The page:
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    Where Are All the Alpha Females?

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    Stockholm (NordSIP) – “The progress towards gender parity in fund management has virtually ground to a halt,” is the unequivocal message of Citywire’s Alpha Female Report’s latest iteration. Analysing Citywire’s comprehensive database, currently tracking 18,015 portfolio managers globally, the report reveals that despite a proliferation of diversity initiatives in the industry, there is no sign of improvement. Asset management still struggles to attract and retain talented women, and the pool of successful female portfolio managers remains narrow.

    Numbers don’t lie

    For eight years in a row, Citywire has been tracking what they describe as a “slow but steady progress” on gender diversity in the asset management industry. This year, the analysts’ frustration is palpable as they report that the percentage of female managers has ‘increased’ from 12% to 12.1%. In the seven years since the first report was published, this percentage has moved up by a mere 1.8%. “A slow climb is getting slower,” conclude the authors.

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    The few women who do end up managing money, meanwhile, tend to run much smaller funds compared to their male colleagues. This might have to do with the sort of strategies typically assigned to female managers, according to the report. Women often run niche funds, focused, for instance, on single-country emerging markets or consumer discretionary stocks. This narrow specialisation makes women more vulnerable in uncertain times. Given the current market conditions, it might also partially explain the low percentage of new strategies assigned to female managers over the past 12 months, just 6.2%.

    What is the problem?

    Attracting female talent is one of the challenges. The perception of asset management as personified by a greedy Gordon Gekko seems rather persistent. The report quotes a study conducted by the Fondsfrauen network in Germany and the University of Mannheim, revealing that young students generally associate asset management with risk-taking and find it unsustainable.

    Given that only a few talented women are willing to enter the pool of potential fund managers, there is even more reason to keep and promote them. Yet the industry seems to be failing in this respect, too. Practitioners offer some explanations. “The hierarchy in portfolio management is still stricter than in other departments,” comments Manuela Froehlich, co-founder of Fondsfrauen. “The competition is still very high, and turnover is still low. This makes it harder to create spaces and opportunities because people are not leaving,” adds Paula Robinson, director of US equity manager research at global advisory firm Willis Towers Watson.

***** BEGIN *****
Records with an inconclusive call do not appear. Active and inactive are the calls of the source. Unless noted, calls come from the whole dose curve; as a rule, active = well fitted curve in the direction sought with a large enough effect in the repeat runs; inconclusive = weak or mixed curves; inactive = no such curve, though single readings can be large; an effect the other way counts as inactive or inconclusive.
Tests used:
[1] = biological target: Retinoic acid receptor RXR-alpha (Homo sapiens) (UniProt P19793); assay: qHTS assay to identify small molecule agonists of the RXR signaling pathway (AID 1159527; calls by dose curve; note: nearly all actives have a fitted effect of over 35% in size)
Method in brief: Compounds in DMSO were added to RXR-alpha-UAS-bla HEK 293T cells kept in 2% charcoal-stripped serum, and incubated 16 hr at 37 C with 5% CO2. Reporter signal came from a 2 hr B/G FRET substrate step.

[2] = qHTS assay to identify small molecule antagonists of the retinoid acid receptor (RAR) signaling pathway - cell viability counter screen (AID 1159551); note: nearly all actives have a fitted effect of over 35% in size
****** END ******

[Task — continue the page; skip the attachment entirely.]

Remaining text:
The Nordics – far from best in class

    Although the overall numbers are bleak, there is a significant regional dispersion. Three of the Asian tiger economies are leading the way, exhibiting the highest percentage of female fund managers: Taiwan (29%), Hong Kong (25%), and Singapore (20%). Several European countries make it to the top, too: Spain (21%), Italy (20%), and France (18%).

    Despite their reputation for gender diversity, the Nordics rank further down the comparison. Sweden is the only one to make it to the top ten, with 17% of fund managers in the country being women. It’s not too impressive, but considerably better than the mere 7% that Denmark can boast with. You can find Finland (11%) and Norway (9%) right in the middle of the pack.

    Diverse teams rule

    Looking at the risk and performance of funds with a gender lens, the analysts discern a pattern that seems to persist over the years: whether male or female, flying solo as a portfolio manager is hardly the best idea. “For every unit of risk a mixed team took, it yielded a return of 0.70%, surpassing the returns of solo male managers (0.41%) and female solo female managers (0.24%) and continuing to show that teams work best,” observes Citywire.

    This conclusion should send a powerful message to asset management firms, emphasising the business case for fostering an inclusive and dynamic culture. It appears that promoting talented women and encouraging diverse portfolio management teams is also a shortcut to better risk-adjusted returns.

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